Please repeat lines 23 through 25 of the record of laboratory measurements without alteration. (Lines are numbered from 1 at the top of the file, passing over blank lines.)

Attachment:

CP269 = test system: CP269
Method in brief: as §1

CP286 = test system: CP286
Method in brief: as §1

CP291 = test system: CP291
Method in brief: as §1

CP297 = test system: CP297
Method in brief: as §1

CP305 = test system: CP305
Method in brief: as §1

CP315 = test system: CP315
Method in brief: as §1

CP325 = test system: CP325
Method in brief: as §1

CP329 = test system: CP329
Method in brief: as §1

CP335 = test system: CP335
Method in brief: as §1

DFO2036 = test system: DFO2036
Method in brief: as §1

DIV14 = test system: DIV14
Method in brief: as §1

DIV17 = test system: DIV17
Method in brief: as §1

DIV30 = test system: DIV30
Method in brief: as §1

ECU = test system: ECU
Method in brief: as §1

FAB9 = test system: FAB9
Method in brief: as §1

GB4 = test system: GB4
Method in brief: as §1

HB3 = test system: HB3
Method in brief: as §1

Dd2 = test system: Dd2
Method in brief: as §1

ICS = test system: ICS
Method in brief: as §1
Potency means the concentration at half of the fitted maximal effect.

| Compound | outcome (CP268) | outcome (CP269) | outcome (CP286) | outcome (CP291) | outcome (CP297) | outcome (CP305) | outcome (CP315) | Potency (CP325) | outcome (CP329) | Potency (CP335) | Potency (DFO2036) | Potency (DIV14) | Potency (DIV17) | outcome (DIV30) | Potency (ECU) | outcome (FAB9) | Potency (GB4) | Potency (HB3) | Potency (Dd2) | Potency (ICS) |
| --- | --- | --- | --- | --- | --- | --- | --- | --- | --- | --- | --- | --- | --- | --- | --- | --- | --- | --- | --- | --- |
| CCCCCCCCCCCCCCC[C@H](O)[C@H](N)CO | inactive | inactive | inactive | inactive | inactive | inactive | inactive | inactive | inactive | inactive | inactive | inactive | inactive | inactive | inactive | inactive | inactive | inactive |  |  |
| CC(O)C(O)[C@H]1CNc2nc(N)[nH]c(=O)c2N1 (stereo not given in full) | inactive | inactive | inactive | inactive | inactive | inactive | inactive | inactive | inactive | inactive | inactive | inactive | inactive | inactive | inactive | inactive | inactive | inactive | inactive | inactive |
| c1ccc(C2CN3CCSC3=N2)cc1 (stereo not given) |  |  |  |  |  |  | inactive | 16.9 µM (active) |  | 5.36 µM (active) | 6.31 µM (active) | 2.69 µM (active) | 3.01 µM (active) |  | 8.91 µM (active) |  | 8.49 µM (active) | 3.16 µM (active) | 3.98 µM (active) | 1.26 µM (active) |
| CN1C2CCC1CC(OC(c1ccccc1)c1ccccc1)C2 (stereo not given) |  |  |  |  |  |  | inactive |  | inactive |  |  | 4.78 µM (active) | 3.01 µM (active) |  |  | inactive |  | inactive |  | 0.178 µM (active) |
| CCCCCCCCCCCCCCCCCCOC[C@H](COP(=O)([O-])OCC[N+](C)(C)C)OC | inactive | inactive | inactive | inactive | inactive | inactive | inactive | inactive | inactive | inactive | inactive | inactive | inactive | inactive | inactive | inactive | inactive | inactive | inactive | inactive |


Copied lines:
DIV17 = test system: DIV17
Method in brief: as §1

DIV30 = test system: DIV30